Trial 4's Sean Ellis reveals next steps in his battle for justice – and why he signed up for Netflix doc in first place

Trial 4's Sean Ellis reveals next steps in his battle for justice – and why he signed up for Netflix doc in first place

TRIAL 4's Sean Ellis has revealed the next steps in his battle for justice after he spent 22 years in prison for the homicide of a Boston police officer.

The docu-series follows Ellis who says he was wrongfully convicted of murdering detective John Mulligan outside a Roslindale Walgreen in 1993 while on duty. 

Someone then took Mulligan's service weapon, a 9mm Glock, and shot him five times in the face with a .25 caliber pistol. Ellis was out getting diapers at Walgreens for his cousin.

Soon after his death, police arrested 19-year-old Sean Ellis for the homicide, alleging that Ellis and his friend Terry Patterson were after Mulligan's gun.

The Netflix documentary shows Sean facing three different trials – with the first two resulting in hung juries and mistrials – before he was found guilty in 1995 then aged 21.

Ellis has maintained his innocence from the start and in 2015, a court ruling reversed those convictions allowing him to leave prison.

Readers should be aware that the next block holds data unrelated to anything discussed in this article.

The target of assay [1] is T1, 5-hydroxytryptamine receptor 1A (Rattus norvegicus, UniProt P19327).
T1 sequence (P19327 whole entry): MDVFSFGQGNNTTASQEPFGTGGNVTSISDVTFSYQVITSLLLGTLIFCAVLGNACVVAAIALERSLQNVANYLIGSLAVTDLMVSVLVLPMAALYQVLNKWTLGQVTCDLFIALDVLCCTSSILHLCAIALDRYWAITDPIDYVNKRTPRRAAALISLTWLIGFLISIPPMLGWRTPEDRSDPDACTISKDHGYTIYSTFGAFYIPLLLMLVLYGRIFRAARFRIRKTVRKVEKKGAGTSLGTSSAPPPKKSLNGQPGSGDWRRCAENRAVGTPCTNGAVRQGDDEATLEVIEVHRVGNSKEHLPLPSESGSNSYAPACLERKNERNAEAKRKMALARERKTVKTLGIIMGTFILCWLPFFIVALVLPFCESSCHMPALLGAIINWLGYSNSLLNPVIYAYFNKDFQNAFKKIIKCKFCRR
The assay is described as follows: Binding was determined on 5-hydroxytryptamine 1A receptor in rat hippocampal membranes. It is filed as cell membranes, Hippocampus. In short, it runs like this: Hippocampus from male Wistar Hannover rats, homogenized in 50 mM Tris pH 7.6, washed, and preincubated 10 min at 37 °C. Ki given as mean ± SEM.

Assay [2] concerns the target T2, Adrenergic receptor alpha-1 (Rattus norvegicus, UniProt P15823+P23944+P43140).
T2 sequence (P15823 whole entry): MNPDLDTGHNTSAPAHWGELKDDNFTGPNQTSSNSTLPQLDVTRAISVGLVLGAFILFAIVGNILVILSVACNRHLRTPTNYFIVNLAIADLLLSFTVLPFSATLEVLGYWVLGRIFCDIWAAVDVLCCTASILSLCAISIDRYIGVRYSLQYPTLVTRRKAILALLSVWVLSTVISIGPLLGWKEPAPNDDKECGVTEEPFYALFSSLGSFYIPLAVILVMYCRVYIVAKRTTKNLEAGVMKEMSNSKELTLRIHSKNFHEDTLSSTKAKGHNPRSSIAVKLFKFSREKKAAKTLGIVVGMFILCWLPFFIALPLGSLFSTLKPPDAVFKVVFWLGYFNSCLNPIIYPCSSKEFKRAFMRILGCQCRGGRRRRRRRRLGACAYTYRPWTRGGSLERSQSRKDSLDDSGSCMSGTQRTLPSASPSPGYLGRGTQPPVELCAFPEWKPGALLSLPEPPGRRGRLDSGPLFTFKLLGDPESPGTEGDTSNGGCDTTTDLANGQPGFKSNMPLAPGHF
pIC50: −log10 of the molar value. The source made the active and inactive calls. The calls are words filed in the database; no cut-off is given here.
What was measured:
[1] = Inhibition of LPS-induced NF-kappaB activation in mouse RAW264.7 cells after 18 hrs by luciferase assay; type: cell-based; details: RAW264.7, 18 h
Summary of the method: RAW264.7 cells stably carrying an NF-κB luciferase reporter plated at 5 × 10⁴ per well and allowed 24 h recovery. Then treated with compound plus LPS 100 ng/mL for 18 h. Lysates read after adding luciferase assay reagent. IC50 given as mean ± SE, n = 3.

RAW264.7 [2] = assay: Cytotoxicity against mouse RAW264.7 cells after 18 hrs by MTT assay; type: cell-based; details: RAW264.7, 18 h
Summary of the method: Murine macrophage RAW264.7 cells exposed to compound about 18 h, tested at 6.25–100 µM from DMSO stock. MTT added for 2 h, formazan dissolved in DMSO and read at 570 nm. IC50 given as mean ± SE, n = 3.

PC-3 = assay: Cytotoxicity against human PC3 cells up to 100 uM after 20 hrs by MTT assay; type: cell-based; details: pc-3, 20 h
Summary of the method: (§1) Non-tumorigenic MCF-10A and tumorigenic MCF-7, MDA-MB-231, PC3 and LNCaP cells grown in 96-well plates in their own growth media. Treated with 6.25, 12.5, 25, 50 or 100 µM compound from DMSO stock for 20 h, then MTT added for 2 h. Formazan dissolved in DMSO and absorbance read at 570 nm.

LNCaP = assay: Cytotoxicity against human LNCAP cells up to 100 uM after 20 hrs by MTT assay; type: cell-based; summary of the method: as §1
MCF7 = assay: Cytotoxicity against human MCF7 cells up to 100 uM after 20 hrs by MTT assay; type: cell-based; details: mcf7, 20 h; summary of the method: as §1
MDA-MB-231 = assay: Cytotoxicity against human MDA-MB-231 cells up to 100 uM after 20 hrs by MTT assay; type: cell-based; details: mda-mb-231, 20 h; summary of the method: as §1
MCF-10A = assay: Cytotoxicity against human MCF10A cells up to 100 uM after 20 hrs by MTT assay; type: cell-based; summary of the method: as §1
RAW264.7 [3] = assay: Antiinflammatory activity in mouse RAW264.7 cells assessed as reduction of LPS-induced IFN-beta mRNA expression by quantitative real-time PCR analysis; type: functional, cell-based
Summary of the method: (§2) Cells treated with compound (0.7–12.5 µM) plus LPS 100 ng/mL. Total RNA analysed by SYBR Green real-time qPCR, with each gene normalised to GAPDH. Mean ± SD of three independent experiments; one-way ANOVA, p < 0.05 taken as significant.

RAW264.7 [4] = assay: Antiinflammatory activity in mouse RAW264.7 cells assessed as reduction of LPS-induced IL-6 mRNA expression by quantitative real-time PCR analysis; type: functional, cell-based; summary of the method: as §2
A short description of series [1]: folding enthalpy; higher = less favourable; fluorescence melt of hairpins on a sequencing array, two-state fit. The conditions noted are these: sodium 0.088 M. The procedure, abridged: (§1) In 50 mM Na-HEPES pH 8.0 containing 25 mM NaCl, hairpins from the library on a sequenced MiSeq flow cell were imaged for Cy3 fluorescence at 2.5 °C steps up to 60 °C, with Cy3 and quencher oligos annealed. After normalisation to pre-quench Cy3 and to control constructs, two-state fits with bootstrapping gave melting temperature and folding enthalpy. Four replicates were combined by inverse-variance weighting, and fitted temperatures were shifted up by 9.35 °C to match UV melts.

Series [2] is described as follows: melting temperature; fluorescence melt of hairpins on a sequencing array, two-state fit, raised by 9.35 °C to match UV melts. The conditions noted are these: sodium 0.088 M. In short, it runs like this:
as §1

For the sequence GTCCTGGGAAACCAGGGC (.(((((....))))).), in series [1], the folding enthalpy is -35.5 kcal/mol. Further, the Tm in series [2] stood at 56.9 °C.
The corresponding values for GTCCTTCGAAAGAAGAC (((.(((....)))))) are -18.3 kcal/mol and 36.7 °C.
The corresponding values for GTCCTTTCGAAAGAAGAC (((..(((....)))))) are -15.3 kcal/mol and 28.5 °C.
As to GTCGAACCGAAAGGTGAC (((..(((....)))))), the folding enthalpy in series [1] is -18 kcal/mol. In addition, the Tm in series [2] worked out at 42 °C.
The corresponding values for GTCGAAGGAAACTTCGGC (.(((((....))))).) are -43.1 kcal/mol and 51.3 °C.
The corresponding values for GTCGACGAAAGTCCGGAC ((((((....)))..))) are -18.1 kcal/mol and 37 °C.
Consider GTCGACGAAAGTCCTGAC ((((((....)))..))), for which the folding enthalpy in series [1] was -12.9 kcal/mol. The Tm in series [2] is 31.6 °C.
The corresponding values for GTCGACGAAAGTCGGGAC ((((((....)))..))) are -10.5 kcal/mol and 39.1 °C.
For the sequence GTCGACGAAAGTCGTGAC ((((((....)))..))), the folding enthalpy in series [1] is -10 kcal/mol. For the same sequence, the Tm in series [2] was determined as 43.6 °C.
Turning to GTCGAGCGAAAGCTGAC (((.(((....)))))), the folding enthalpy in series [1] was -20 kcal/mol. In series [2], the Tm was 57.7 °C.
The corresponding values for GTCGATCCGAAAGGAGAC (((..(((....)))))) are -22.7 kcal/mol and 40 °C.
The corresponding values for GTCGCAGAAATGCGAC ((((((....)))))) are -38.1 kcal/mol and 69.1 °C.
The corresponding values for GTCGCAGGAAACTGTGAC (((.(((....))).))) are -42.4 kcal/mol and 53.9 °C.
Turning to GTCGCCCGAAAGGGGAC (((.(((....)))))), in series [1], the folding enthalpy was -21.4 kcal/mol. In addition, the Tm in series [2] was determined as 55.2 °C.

Sean was out on bail waiting for a fourth trial when the Netflix cameras started rolling and he poured over the details that sent him to prison for 22 years.

Appearing on GBH News' 'Greater Boston', Ellis said the reason why he allowed cameras to follow him was to "shed light on the injustices that are faced" by "black and brown people" in America.

Sean said: "There’s a problem in this country, and when I think about what is going on with Black and brown people within this criminal justice system — we have mass incarceration, police brutality, things of that nature — there needed to be something that shed light on the injustices that are faced by us as a people.

"And so that was really at the heart of that decision, because it isn’t about Sean Ellis, it’s about those who are continuously being victimised by the criminal justice system."

Suffolk County prosecutors had initially scheduled the retrial for October 2018, then it was rescheduled for September 2019.

However, in December 2018, all charges against him were dropped after corruption in the Boston police department was brought to light.

Now Ellis' defence attorney Rosemary Scapicchio said that they're working to reverse one remaining conviction – a related gun charge, which she said would be a "dream come true".

She told the show host: "… because he didn’t do it and he shouldn’t be a convicted felon because of this case."

However, Scapicchio is unsure whether Suffolk County District Attorney Rachael Rollins would make that move.

According to, Ellis has done his best to regain normality in his life.

A member of his mother's church housed him for three years and he has also learned how to drive for the first time.

Ellis currently works as a Development Associate non-profit organisation Community Servings.

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